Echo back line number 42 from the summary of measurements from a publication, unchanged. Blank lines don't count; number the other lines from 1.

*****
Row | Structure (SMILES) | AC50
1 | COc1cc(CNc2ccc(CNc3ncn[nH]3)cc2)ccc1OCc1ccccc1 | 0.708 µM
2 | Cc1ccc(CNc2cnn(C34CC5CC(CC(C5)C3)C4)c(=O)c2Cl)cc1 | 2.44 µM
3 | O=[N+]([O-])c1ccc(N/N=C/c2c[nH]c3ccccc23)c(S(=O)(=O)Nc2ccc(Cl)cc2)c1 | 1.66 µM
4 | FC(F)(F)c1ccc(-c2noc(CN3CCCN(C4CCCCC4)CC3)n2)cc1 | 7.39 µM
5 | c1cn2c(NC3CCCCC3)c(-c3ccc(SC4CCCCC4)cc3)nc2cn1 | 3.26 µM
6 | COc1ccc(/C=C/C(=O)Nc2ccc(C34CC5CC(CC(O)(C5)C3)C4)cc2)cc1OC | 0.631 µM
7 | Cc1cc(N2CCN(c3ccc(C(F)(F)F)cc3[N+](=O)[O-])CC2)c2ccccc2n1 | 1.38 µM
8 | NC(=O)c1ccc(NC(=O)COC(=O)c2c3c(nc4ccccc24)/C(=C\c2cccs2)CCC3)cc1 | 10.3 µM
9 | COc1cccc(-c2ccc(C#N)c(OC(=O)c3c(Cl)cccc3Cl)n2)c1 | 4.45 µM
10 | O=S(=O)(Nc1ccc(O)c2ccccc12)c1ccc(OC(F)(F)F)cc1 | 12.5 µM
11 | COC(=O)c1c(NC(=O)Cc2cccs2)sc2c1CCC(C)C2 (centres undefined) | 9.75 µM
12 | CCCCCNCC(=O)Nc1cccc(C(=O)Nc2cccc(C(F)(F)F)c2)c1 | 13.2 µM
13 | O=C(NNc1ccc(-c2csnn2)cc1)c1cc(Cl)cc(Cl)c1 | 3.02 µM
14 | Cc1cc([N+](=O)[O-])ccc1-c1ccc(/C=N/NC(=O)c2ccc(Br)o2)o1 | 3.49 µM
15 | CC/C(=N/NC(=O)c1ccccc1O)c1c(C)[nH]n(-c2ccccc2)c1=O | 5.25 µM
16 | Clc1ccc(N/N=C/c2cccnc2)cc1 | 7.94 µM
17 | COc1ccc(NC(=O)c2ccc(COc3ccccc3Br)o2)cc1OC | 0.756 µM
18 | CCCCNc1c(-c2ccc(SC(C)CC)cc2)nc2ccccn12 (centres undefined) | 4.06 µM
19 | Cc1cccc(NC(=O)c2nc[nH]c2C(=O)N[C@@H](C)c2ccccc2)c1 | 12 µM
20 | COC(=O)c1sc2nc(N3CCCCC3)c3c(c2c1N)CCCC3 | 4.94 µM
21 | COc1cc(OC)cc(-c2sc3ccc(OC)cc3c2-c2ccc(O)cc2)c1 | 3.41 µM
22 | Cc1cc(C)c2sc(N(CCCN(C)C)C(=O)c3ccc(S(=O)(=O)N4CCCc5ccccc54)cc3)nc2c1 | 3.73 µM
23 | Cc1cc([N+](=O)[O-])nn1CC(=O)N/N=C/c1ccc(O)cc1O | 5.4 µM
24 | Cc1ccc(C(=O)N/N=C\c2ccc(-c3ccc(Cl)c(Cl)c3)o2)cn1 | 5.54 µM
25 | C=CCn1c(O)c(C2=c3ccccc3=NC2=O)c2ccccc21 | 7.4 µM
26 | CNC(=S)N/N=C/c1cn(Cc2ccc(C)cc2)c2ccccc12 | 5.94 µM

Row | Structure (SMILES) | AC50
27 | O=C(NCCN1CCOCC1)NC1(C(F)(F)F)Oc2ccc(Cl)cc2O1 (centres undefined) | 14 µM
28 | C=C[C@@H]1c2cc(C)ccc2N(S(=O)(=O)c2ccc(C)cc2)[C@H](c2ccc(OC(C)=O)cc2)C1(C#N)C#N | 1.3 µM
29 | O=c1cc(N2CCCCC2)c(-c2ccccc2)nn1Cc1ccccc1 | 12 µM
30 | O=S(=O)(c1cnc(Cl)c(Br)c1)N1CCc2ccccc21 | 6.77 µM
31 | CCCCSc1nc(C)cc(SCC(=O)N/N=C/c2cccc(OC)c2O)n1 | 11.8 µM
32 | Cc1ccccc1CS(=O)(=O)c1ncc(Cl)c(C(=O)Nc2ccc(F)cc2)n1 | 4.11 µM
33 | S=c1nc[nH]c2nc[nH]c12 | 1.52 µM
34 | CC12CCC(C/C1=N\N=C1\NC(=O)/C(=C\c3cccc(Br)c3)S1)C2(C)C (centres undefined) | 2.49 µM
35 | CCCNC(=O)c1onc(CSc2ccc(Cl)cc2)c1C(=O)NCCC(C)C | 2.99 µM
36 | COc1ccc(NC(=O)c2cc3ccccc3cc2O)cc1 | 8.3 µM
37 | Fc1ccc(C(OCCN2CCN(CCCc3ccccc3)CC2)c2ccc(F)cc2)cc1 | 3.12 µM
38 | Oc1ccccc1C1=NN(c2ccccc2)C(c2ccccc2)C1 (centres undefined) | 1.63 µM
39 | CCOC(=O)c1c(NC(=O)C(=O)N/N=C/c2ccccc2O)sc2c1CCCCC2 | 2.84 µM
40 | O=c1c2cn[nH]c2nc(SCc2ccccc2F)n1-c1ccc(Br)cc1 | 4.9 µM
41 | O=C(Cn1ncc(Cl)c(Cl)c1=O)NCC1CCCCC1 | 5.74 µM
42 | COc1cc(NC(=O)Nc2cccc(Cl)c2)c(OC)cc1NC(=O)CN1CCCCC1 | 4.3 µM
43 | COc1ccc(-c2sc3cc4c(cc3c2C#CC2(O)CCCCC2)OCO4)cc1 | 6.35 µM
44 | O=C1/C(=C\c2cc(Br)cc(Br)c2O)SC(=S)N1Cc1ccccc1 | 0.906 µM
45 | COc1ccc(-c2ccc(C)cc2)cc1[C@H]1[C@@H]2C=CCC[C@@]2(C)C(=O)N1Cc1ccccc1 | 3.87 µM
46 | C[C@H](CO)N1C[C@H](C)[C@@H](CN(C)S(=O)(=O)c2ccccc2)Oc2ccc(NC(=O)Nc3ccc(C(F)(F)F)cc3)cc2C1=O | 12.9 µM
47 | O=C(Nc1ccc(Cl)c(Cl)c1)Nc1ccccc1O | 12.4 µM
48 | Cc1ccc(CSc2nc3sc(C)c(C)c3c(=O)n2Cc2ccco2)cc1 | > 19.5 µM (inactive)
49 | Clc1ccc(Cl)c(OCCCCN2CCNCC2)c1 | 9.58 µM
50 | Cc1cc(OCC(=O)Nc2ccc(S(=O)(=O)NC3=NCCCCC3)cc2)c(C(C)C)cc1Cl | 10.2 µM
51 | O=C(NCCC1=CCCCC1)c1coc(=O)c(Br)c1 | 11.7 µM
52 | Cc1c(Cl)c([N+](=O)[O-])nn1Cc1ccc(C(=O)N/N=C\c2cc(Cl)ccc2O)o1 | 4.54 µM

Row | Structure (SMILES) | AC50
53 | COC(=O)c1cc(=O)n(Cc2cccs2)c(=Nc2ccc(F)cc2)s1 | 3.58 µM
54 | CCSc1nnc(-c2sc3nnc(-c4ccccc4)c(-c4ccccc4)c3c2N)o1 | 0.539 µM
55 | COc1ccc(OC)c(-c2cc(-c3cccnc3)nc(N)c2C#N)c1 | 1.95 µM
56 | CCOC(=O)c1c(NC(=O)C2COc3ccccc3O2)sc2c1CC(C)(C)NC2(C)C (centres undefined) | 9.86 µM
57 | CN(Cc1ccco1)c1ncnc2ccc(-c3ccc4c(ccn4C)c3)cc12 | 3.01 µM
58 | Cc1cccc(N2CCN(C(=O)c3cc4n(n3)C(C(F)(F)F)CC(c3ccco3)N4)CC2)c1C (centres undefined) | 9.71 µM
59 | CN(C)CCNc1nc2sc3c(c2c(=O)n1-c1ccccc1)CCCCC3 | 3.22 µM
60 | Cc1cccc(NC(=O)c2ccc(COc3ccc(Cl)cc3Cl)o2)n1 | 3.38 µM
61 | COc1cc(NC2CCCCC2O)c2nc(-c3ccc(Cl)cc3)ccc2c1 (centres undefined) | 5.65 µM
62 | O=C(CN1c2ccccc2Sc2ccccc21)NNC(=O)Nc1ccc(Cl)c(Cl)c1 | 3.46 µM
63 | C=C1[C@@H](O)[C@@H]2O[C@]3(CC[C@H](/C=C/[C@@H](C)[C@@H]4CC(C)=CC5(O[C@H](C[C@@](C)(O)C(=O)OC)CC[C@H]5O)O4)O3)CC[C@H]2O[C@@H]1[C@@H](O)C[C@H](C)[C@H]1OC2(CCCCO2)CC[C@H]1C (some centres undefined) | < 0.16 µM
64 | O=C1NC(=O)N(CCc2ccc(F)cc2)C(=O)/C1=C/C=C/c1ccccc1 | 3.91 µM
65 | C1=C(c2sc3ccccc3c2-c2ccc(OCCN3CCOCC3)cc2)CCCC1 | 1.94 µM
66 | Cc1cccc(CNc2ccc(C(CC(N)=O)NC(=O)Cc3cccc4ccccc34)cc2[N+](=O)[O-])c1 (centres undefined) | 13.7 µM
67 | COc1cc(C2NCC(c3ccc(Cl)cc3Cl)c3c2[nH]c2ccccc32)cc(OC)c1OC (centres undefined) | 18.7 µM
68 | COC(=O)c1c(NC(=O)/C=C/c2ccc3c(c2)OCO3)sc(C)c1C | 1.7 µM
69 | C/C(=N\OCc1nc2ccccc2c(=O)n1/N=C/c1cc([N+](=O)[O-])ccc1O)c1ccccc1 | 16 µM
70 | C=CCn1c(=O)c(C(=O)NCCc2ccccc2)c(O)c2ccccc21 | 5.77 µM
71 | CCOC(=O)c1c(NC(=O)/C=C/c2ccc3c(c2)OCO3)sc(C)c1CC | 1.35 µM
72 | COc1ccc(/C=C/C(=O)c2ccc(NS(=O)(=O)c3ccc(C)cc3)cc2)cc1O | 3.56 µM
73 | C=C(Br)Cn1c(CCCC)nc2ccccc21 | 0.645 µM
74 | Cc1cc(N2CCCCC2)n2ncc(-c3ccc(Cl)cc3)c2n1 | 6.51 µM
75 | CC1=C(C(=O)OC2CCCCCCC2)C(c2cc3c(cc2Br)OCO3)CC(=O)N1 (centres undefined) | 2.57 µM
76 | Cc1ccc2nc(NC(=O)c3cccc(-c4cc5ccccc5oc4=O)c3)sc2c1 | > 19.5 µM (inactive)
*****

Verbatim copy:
40 | O=c1c2cn[nH]c2nc(SCc2ccccc2F)n1-c1ccc(Br)cc1 | 4.9 µM